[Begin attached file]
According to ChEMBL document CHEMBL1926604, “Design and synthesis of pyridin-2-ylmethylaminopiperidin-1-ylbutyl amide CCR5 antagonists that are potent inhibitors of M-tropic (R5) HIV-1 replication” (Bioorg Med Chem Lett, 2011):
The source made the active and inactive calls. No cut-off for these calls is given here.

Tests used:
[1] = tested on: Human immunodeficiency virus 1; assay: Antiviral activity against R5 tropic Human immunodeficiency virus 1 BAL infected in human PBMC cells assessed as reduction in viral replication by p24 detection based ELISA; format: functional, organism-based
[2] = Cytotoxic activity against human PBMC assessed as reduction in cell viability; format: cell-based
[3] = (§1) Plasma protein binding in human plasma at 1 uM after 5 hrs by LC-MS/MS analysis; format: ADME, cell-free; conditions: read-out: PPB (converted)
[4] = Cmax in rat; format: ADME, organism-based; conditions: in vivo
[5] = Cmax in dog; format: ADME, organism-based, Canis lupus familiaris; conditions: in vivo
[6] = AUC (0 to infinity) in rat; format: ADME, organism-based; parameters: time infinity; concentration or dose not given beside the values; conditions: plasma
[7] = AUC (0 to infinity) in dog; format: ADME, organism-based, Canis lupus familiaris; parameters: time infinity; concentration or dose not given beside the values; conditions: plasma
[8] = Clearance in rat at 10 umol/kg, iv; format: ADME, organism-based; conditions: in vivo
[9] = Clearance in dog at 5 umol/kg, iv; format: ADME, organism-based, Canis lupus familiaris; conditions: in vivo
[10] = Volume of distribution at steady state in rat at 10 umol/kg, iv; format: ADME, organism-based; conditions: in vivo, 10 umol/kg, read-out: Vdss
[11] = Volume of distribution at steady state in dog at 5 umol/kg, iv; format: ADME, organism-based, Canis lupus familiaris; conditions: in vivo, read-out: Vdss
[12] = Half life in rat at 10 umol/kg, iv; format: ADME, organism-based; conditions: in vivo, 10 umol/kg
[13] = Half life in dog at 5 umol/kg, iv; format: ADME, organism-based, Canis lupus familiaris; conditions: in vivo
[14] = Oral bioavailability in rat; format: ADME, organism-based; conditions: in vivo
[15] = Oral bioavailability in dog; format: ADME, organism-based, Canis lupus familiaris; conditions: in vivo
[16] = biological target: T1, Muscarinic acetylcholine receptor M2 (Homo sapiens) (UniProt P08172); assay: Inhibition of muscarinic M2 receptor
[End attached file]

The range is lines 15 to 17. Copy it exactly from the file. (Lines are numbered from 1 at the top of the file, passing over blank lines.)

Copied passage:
[12] = Half life in rat at 10 umol/kg, iv; format: ADME, organism-based; conditions: in vivo, 10 umol/kg
[13] = Half life in dog at 5 umol/kg, iv; format: ADME, organism-based, Canis lupus familiaris; conditions: in vivo
[14] = Oral bioavailability in rat; format: ADME, organism-based; conditions: in vivo